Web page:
It's Three O'clock in the morning,
and the vicar's on the phone.
He says there's a cow in his garden
and he doesn't think it's alone.
I stumble into the bed post
and grab the nearest top.
My leg is stuck in my knickers
and I'm doing a frantic hop.
I scream to my sleeping husband
who hasn't heard a thing;
“The cows are down at the rectory,
didn't you hear the phone ring?”
I'm trying to decide if I have time
to nip to the loo for a wee,
but every second counts when
the cows are out on a spree.
The lights are on in the kitchen,
wellies are pulled on bare feet.
A woolly hat holds my hair down
and the image is complete.
We jump in the old farm landy,'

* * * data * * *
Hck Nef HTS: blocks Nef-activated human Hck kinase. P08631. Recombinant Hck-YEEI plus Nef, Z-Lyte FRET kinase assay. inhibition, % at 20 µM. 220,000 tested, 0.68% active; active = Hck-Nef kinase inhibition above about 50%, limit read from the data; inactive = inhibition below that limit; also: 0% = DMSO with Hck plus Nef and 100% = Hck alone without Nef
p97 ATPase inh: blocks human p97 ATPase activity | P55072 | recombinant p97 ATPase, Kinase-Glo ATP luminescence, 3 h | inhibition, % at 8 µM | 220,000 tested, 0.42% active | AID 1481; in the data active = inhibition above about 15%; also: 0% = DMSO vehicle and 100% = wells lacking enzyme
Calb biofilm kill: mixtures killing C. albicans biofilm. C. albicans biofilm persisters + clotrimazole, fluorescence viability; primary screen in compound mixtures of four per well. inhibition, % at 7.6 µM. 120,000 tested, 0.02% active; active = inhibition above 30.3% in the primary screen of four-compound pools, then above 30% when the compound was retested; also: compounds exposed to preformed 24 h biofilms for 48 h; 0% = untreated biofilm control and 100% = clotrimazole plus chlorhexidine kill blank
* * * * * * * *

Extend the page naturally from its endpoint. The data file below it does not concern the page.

our teeth are all a chatter.
The frost shines bright in the headlights
and we bounce down the drive with a clatter.
Our brains are trying to wake up,
it feels like they're stuffed full of wool,
but when we round the next corner
we come face to face with the bull.
He lifts up his head and bellows,
we see eyes shining bright in the lights.
And right up behind is the vicar
looking like he's had a bad fright.
It seems that the bull had decided
that the heifers were hard to resist.
He'd broken the fence and jumped over
and they'd followed him into the mist.
Along comes the cowman and fiancée,
in pyjamas, wellies and jackets.
Wielding small lengths of plastic
and making a hell of a racket.
The vicar does his best to be helpful
and tries to make them turn back,
but the heifers have got their tails up
and disappear up a track.
Five O'clock in the morning,
it's too late to go back to bed.
So we all roll up in the kitchen
and cook up a breakfast instead.
Next month when the cowman got married,
when they were exchanging their vows.
The vicar asked if they'd promise
to always fence in their cows!